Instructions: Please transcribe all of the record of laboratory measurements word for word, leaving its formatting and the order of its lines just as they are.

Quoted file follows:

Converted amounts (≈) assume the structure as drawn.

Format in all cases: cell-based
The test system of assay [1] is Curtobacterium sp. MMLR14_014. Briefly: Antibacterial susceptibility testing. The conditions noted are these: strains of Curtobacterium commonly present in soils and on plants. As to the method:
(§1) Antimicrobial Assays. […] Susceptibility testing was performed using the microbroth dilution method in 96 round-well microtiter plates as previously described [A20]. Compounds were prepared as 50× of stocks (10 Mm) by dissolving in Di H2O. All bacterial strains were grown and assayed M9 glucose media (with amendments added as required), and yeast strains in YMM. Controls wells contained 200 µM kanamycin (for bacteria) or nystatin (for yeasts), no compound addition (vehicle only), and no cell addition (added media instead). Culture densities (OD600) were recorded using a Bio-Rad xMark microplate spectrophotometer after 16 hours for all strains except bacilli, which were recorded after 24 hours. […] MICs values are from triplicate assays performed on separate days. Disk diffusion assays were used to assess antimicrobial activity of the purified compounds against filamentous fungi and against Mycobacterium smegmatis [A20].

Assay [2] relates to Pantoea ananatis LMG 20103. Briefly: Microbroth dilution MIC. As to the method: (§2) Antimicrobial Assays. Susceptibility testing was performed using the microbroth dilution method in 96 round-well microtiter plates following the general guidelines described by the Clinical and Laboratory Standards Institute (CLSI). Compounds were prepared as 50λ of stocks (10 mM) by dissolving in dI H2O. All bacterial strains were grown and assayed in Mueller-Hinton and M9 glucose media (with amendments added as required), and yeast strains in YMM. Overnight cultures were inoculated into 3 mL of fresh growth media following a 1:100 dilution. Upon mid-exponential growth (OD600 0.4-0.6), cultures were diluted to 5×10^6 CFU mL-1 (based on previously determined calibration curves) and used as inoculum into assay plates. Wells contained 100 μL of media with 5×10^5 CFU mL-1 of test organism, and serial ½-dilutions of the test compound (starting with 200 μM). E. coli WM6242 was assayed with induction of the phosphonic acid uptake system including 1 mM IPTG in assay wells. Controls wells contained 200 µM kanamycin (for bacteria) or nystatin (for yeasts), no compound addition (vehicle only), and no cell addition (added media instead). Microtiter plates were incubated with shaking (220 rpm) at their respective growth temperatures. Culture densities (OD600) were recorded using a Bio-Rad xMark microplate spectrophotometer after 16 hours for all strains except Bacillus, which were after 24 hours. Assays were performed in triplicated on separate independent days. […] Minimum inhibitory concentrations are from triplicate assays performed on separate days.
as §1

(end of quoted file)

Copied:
Converted amounts (≈) assume the structure as drawn.

Format in all cases: cell-based
The test system of assay [1] is Curtobacterium sp. MMLR14_014. Briefly: Antibacterial susceptibility testing. The conditions noted are these: strains of Curtobacterium commonly present in soils and on plants. As to the method:
(§1) Antimicrobial Assays. […] Susceptibility testing was performed using the microbroth dilution method in 96 round-well microtiter plates as previously described [A20]. Compounds were prepared as 50× of stocks (10 Mm) by dissolving in Di H2O. All bacterial strains were grown and assayed M9 glucose media (with amendments added as required), and yeast strains in YMM. Controls wells contained 200 µM kanamycin (for bacteria) or nystatin (for yeasts), no compound addition (vehicle only), and no cell addition (added media instead). Culture densities (OD600) were recorded using a Bio-Rad xMark microplate spectrophotometer after 16 hours for all strains except bacilli, which were recorded after 24 hours. […] MICs values are from triplicate assays performed on separate days. Disk diffusion assays were used to assess antimicrobial activity of the purified compounds against filamentous fungi and against Mycobacterium smegmatis [A20].

Assay [2] relates to Pantoea ananatis LMG 20103. Briefly: Microbroth dilution MIC. As to the method: (§2) Antimicrobial Assays. Susceptibility testing was performed using the microbroth dilution method in 96 round-well microtiter plates following the general guidelines described by the Clinical and Laboratory Standards Institute (CLSI). Compounds were prepared as 50λ of stocks (10 mM) by dissolving in dI H2O. All bacterial strains were grown and assayed in Mueller-Hinton and M9 glucose media (with amendments added as required), and yeast strains in YMM. Overnight cultures were inoculated into 3 mL of fresh growth media following a 1:100 dilution. Upon mid-exponential growth (OD600 0.4-0.6), cultures were diluted to 5×10^6 CFU mL-1 (based on previously determined calibration curves) and used as inoculum into assay plates. Wells contained 100 μL of media with 5×10^5 CFU mL-1 of test organism, and serial ½-dilutions of the test compound (starting with 200 μM). E. coli WM6242 was assayed with induction of the phosphonic acid uptake system including 1 mM IPTG in assay wells. Controls wells contained 200 µM kanamycin (for bacteria) or nystatin (for yeasts), no compound addition (vehicle only), and no cell addition (added media instead). Microtiter plates were incubated with shaking (220 rpm) at their respective growth temperatures. Culture densities (OD600) were recorded using a Bio-Rad xMark microplate spectrophotometer after 16 hours for all strains except Bacillus, which were after 24 hours. Assays were performed in triplicated on separate independent days. […] Minimum inhibitory concentrations are from triplicate assays performed on separate days.
as §1